FIG. 28 is a graphical representation of Jurkat T cell viability after hundreds of UPSET pulses.

FIG. 29 is a graphical representation of Jurkat T cell viability after only a relatively small number of UPSET pulses.

FIG. 30 shows the results of monitoring membrane potential of Jurkat T cells with JC-1.

FIG. 31 shows the results of caspase activation in 50-pulse cells following FITC VAD-fmk binding, where the Jurkat T cells were electroperturbed with 20 nanosecond pulses at 20 kV/cm.

FIG. 32 shows JC-1 flow cytometry scatter plots for normal, depolarized, apoptotic, 0 pulsed, and 50-pulse cells.

FIG. 33 is a graphical representation of intercellular potentials over time for cell and mitochondria and their respective membranes.

FIG. 34 is a simplified diode pulse generator.

FIG. 35 is a diode pulse generator that utilizes a saturable core transformer.

FIG. 36 illustrates current that may flow through the diode array 217 shown in FIG. 35.

FIG. 37 illustrates a short transmission line used to convert a unipolar pulse to a bipolar pulse.

FIG. 38 illustrates a low-pass π network used to convert a unipolar pulse to a bipolar pulse.

FIG. 39(a) illustrates an instrumented microscopic slide that may serve as a load for pulses generated by circuits, such as those shown in FIG. 34 and/or FIG. 35.

FIG. 39(b) illustrates an enlargement of one of the channels shown in FIG. 39(a).

FIG. 40 illustrates a unipolar pulse that may be generated by the circuit shown in FIG. 35 when connected to a 50 ohm load.

FIG. 41 illustrates a bipolar pulse that may be generated by the circuit shown in FIG. 35 when connected to a 50 ohm load.

FIG. 42 depicts a voltage/current measurement device.

FIG. 43 depicts an attenuator network wherein C1 and C2 are the parasitic capacitances that limit the bandwidth

FIG. 44 depicts the plot of the insertion Loss of the measurement Box.

FIG. 45 depicts the plot of attenuation of the voltage divider augmented with a commercially available 20 dB attenuator.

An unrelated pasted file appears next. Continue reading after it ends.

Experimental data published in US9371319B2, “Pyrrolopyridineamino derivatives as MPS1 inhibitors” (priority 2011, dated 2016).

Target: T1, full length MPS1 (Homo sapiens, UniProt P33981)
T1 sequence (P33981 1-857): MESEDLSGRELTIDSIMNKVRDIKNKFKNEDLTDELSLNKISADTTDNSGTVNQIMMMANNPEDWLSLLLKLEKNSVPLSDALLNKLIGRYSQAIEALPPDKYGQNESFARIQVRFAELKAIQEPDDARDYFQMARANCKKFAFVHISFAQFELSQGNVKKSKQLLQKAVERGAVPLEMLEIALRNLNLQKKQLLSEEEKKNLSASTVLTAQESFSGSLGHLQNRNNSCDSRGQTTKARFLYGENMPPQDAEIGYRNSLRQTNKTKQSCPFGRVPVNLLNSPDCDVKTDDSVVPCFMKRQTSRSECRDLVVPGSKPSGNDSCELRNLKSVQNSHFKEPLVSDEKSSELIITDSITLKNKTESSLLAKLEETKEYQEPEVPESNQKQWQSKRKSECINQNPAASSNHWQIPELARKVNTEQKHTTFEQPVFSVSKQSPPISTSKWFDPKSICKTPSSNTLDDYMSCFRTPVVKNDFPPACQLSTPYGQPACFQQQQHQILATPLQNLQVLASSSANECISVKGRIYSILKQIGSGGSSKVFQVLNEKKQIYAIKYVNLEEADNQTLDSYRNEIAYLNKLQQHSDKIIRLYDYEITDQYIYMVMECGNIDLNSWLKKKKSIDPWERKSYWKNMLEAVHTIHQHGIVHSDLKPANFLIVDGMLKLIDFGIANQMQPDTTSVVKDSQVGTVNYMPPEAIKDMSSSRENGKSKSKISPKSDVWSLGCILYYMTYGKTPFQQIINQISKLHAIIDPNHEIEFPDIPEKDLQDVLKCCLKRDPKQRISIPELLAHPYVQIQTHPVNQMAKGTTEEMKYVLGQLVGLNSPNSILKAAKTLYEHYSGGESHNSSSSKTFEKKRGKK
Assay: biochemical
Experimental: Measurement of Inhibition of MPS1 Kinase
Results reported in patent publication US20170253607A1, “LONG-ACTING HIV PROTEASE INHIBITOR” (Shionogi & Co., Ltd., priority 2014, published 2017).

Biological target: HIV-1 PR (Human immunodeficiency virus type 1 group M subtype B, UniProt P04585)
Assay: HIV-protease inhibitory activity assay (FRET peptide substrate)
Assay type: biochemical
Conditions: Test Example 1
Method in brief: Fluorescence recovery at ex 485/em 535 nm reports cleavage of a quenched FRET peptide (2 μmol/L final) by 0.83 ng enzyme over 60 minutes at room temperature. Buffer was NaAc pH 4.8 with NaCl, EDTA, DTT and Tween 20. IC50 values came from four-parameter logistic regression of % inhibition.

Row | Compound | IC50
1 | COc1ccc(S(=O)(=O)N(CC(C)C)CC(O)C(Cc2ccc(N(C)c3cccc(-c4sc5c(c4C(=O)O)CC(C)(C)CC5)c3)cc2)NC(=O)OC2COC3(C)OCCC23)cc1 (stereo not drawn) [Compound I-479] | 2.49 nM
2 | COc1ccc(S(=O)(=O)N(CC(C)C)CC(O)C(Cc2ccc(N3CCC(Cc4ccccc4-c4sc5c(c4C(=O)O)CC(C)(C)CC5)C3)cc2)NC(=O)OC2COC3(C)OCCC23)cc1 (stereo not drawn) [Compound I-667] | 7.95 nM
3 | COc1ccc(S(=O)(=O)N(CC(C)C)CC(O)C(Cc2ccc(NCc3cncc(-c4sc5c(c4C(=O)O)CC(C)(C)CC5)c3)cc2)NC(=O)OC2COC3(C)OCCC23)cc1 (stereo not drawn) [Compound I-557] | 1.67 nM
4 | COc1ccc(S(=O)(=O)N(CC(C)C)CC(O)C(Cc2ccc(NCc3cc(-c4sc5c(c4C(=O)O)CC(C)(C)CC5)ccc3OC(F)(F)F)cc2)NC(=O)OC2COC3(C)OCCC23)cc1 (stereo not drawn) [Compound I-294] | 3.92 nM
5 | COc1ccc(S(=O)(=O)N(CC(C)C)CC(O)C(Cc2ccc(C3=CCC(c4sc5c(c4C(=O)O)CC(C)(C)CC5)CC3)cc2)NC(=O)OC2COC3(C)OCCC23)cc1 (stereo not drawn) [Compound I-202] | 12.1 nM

FIG. 46 depicts a plot of output pulse measured with the inserted VI measurement box.

FIG. 47 depicts a plot of output measured with the VI measurement box replaced with a cable union.

FIG. 48 depicts a complete avalanche pulse generator circuit.

FIG. 49 depicts a table of capacitances in the tapered transmission line embodiment.

FIG. 50 depicts an empirically obtained leakage curve for the zetex FMMT 417 avalanche transistor -Ices is a collector to emitter current under reverse collector to emitter voltage=Vce when base is shorted to emitter.

FIG. 51 depicts an avalanche pulse generator circuit board assembly.

FIG. 52A depicts the exemplary embodiment of the voltage divider schematic.

FIG. 52B depicts schematic of the voltage divider layout on a two layer pc-board.

FIG. 53 depicts the frequency response of compensated resistive voltage divider designed to measure subnanosecond rise time pulses. Attenuation is amplitude of S21/(1+S11) in db, as measured on an Agilent 8720ET Network Analyzer. Measurement span is 50 MHz to 1 GHz.

FIG. 54 depicts output pulse into 50 ohm resistive load as measured by the custom voltage divider in FIGS. 52 and 53.

FIG. 55 depicts schematic of the setup that integrates the avalanche pulse generator with the biological load and the microscope.